Apple's Vision Pro battery problem could be fixed with this weird and wonderful accessory

Vision Pro spatial photos
(Image credit: Apple)

Apple's Vision Pro is now available for preorder and it will finally go on sale to the public later this week — February 2, to be exact. This comes after months and months of waiting following the June 2, 2023, WWDC event that saw Apple finally unveil its first foray into the world of spatial computing. But while expectations are high and people have dropped at least $3,499 to be among the very first Vision Pro owners, there are still some concerns. And one of those concerns is the external battery situation.

The Vision Pro's battery lives at the end of a cable and then just sort of dangles there. Apple is already selling a $50 Belkin Vision Pro battery pack holster and there are other similar products on their way to market as well. But they still mean that a cable will be dangling from the Vision Pro to some part of your body, and that could potentially get annoying over longer periods of time. But there might be a solution, and it's something that has already been offering similar relief to owners of various other AR and VR headsets as well.

We're talking about the humble neck battery pack, the likes of which seem to be made by a variety of different companies. The Zybervr battery pack appears to be one of the more well-liked out there, and it even comes in white and black colorways for those who want to pick a finish to go with their aesthetic. But no matter which color is chosen, this neck battery pack could hold the secret to making the Vision Pro easier to wear and potentially extend the headset's battery life to boot.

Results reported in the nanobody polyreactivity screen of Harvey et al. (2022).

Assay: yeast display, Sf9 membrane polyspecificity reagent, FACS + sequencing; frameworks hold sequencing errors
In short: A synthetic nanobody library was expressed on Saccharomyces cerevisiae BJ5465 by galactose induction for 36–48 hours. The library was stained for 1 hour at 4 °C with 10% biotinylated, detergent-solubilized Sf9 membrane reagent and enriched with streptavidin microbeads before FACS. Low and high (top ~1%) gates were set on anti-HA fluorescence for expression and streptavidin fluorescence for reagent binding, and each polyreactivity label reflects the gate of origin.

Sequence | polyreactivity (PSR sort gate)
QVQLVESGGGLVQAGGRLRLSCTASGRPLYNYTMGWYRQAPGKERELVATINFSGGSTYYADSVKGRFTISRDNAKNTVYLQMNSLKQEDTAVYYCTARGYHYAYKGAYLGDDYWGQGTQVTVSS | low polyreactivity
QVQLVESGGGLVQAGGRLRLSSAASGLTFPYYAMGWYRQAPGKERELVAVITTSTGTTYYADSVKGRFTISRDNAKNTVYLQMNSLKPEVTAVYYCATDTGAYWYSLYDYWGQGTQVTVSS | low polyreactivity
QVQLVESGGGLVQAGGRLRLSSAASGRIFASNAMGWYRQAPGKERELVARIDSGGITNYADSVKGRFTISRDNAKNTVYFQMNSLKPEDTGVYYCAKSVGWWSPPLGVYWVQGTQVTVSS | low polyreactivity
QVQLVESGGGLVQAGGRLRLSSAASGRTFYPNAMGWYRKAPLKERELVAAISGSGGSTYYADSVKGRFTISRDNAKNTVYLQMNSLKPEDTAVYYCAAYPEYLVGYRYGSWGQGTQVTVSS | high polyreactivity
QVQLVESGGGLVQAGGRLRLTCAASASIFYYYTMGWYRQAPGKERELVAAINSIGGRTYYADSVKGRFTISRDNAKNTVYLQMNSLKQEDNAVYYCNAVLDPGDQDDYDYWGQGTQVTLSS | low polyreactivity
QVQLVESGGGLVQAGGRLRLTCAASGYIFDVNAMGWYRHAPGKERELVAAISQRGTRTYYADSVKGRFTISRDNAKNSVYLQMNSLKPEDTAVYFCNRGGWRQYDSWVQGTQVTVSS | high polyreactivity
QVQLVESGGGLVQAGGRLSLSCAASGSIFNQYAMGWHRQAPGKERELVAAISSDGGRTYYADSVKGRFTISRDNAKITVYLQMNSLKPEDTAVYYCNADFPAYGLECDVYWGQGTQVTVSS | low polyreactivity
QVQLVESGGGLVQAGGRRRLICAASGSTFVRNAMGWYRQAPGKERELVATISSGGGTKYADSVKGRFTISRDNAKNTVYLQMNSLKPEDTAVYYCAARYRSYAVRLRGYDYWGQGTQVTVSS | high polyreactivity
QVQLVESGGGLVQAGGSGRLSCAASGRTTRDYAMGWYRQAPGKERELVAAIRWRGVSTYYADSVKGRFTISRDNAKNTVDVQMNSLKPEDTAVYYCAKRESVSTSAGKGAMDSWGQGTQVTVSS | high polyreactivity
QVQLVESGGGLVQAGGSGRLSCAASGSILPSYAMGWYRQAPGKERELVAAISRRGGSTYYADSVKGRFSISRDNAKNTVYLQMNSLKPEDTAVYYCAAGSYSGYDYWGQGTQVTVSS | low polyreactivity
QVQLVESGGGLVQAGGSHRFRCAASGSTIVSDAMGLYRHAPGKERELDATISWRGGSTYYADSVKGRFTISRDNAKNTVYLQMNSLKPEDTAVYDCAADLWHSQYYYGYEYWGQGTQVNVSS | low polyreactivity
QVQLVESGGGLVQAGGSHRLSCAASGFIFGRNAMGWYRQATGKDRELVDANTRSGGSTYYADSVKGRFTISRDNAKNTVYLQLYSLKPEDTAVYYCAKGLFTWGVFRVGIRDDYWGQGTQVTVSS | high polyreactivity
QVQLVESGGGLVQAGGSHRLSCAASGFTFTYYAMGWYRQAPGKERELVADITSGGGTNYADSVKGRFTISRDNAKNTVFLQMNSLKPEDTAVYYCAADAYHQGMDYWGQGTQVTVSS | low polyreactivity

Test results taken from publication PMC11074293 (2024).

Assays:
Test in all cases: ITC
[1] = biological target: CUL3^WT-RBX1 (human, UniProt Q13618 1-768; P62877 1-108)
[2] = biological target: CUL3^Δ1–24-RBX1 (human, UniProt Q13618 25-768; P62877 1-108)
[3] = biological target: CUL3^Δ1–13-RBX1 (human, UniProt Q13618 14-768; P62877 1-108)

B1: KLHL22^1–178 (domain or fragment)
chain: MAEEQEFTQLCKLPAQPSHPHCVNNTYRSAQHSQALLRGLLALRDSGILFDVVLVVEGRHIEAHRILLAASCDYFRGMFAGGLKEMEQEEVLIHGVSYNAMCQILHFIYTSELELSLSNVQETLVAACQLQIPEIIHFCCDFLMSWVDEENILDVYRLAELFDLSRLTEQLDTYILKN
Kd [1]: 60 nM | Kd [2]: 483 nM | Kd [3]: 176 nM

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Zybervr battery

(Image credit: Zybervr)

The Zybervr Neck Battery Pack, spotted by Yanko Design, as it's labeled on Amazon, retails for around $75 but there seem to be regular coupons that bring the price down. Right now that's a 20% discount, and it's marketed as a 10,000mAh battery pack that can be used with the Meta Quest 2 and Meta Quest 3. It featured 20W charging and can apparently take a Meta Quest 3 from 0% to 100% within 1.5 hours. That should then give users of Meta's headsets around three more hours of juice.

We don't know the capacity of Apple's Vision Pro battery, but we do know that it's good for two hours of general use and 2.5 hours of video playback. This all might suggest that users can expect more battery life from the neck battery, but we can't say for sure until someone takes it for a spin.

In fact, we can't confirm that the battery will even work right now. That's something else that will need testing. But the benefits are obvious — having the batteries resting on your shoulders and connected to the Vision Pro via a short cable could be more comfortable for some.

As much of an irritation, as we feel the Vision Pro battery pack could become, we do still think that Apple made the right decision not making it an internal component of the headset itself. That would have added more weight, and weight is not something you want when something is strapped to your head. The external battery pack, long and winding cable or not, is definitely a better approach. And who knows, maybe the Zybervr Neck Battery Pack could prove to be the best of both worlds, too.

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Oliver Haslam

Oliver Haslam has written about Apple and the wider technology business for more than a decade with bylines on How-To Geek, PC Mag, iDownloadBlog, and many more. He has also been published in print for Macworld, including cover stories. At iMore, Oliver is involved in daily news coverage and, not being short of opinions, has been known to 'explain' those thoughts in more detail, too.

Having grown up using PCs and spending far too much money on graphics card and flashy RAM, Oliver switched to the Mac with a G5 iMac and hasn't looked back. Since then he's seen the growth of the smartphone world, backed by iPhone, and new product categories come and go. Current expertise includes iOS, macOS, streaming services, and pretty much anything that has a battery or plugs into a wall. Oliver also covers mobile gaming for iMore, with Apple Arcade a particular focus. He's been gaming since the Atari 2600 days and still struggles to comprehend the fact he can play console quality titles on his pocket computer.